BEVERLY– After a playing in a soccer game last year, what seemed like an ordinary injury revealed a far more serious problem for 11-year-old Lynnfield native Erik Bell and his family.
“He was playing goalie and had taken a really hard hit to the stomach,” Erik’s mom Adrienne said. “For four days he wasn’t feeling great, some swelling, and on the fourth day he started having respiratory issues so we decided to have him checked out at the ER.”
The trip to the emergency room revealed awful news for the Bell family.
“Within two hours they were 90 percent sure it was cancer,” Adrienne said. “He was diagnosed with Burkitt’s lymphoma in 2017.”
While spending several months in the hospital one thing that Erik, who grew up playing soccer, lacrosse and flag football, missed the most was the camaraderie that comes with playing on a sports team.
“He was in the ICU for a week and after that moved down to the children’s oncology unit, we were there for six months,” Adrienne said. “He wasn’t able to play sports while getting treatment and one of the biggest things he missed was the camaraderie with his friends. Because of the treatment he wasn’t allowed to see a lot of his friends, because of the precautions.”
The Bell family was soon reached out to by Team IMPACT, a national nonprofit headquartered in Boston that connects children facing serious or chronic illnesses with college athletic teams, to pair Erik with a college team.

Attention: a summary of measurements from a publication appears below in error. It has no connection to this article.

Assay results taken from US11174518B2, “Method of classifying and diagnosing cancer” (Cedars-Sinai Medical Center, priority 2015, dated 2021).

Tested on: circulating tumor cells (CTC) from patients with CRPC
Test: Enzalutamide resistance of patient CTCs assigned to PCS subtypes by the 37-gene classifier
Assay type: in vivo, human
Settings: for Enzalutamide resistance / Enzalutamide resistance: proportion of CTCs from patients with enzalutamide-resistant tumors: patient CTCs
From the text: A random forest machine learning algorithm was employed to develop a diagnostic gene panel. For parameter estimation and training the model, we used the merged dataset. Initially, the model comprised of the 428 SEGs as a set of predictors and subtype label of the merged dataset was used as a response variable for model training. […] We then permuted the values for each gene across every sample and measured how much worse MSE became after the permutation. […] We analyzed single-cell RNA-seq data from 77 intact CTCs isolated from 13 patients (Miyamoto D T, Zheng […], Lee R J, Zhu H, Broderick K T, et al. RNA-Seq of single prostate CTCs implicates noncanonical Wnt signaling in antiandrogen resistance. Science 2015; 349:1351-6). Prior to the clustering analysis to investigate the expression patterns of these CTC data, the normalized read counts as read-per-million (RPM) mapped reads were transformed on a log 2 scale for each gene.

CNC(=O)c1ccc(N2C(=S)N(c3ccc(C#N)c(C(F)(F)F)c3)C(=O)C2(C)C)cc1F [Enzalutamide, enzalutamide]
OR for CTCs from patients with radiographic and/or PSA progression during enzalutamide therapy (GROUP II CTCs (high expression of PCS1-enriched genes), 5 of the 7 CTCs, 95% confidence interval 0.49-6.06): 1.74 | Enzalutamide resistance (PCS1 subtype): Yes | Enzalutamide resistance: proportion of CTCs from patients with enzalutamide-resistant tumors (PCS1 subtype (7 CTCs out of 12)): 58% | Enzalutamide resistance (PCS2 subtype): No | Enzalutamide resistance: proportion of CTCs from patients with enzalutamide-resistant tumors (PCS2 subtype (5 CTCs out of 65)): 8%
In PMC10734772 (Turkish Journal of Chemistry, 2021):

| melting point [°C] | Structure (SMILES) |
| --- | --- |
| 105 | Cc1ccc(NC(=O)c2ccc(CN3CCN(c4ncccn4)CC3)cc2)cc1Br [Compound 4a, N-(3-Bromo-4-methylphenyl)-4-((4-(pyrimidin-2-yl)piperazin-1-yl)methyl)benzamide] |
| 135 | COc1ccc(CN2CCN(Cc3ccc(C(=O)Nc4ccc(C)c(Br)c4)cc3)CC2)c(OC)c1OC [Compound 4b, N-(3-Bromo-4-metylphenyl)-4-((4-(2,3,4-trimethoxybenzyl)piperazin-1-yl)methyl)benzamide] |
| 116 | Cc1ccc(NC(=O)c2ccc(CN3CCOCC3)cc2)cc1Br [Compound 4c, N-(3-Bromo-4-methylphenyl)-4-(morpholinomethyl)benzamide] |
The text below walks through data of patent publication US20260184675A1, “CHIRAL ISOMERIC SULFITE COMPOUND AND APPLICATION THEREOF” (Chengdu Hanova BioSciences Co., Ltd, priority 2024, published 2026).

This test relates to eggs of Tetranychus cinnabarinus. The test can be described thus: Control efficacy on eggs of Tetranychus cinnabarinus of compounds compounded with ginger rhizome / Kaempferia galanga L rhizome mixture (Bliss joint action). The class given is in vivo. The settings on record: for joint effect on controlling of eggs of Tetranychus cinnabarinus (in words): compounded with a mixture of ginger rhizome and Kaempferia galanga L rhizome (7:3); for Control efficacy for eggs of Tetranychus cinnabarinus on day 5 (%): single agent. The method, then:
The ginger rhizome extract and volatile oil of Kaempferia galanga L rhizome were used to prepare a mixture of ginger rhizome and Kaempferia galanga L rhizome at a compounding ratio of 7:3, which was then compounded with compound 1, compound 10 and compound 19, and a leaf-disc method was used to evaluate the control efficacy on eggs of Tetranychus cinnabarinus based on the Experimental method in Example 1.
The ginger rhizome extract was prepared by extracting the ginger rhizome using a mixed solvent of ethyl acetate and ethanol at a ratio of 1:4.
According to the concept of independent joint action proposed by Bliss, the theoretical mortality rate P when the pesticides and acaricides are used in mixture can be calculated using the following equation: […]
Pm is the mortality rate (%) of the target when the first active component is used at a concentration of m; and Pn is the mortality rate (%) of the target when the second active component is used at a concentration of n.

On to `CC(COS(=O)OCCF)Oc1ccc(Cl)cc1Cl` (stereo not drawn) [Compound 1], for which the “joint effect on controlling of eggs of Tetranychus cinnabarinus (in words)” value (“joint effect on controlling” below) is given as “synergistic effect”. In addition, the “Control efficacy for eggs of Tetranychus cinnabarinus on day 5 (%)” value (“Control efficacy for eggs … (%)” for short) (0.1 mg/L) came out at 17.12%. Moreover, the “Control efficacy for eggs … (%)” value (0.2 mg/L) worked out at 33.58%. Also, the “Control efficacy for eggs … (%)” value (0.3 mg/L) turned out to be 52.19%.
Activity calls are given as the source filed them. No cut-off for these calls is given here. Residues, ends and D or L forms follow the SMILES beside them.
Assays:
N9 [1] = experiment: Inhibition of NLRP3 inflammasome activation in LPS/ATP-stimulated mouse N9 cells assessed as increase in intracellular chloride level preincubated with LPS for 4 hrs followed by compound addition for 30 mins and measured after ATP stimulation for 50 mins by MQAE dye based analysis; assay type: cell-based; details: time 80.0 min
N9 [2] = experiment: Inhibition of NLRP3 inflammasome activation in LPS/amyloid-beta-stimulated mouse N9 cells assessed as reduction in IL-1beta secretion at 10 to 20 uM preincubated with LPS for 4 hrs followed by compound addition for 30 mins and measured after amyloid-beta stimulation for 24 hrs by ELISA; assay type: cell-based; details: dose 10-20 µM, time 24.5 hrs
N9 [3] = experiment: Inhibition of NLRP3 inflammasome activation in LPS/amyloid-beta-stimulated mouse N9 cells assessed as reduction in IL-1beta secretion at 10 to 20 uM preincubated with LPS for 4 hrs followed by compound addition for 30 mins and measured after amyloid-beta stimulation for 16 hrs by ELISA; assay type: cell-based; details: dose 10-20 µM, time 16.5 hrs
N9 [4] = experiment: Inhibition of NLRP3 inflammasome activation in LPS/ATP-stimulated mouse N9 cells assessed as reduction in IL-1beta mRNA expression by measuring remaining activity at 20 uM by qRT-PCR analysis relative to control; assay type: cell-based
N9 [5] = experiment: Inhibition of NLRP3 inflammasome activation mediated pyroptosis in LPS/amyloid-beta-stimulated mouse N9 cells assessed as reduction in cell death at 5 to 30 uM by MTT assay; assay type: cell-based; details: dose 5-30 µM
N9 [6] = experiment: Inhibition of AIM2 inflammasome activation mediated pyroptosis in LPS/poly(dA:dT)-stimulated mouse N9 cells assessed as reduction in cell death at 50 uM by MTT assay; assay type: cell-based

After months of recovering, Erik became an official member of the Endicott College Gulls football team, signing his letter of intent during a special “Draft Day” press conference at the school Monday afternoon.
“When team IMPACT reached out and said they had a couple colleges on the North Shore who might be interested he got so excited,” Adrienne said. “He lit right up and then later we found Endicott, which is so close and such a beautiful place to be. It just worked out beautifully.”
After signing his letter of intent, Erik was given his own Gulls jersey and fielded questions from some of his new teammates. Erik revealed that football’s actually his second favorite sport behind lacrosse and that he was excited to hang out with his new teammates.
As a team member Erik will attend practices, games, team dinners and more events with the Gulls.
“It’s been great, I think it’s not only a great experience for our football program but obviously for Erik,” Endicott first-year head coach Paul McGonagle said. “When our players are in the ‘dog days’ of camp or any time they feel tired they can just look over at Erik and understand that he’s a lot stronger and tougher than you could even imagine.
“I think overall we’re just excited to see him and see how our players are with him and how he how he is with them,” McGonagle said. “You can already see the reception he’s had, he came out in the spring and did some things with us. It’s a great addition and he’s our number one recruit.”
In addition to joining the Gulls, Erik will be able to go back to school this fall for his sixth grade year at Lynnfield Middle School after being declared cancer free following a surgery in June.
“It’s been so amazing,” Erik’s father Matt said. “Everyone reaching out, not just these teams but people in general. People that we didn’t really know before have all reached out to help with everything.”
“It just shows you what kind of community is around you that you’re not even aware of until you’re in such a tragic situation,” Adrienne said. “To have this support and especially from a student athlete’s perspective, to have all these older athletes to give him something to aspire to as he’s getting stronger and better every day.”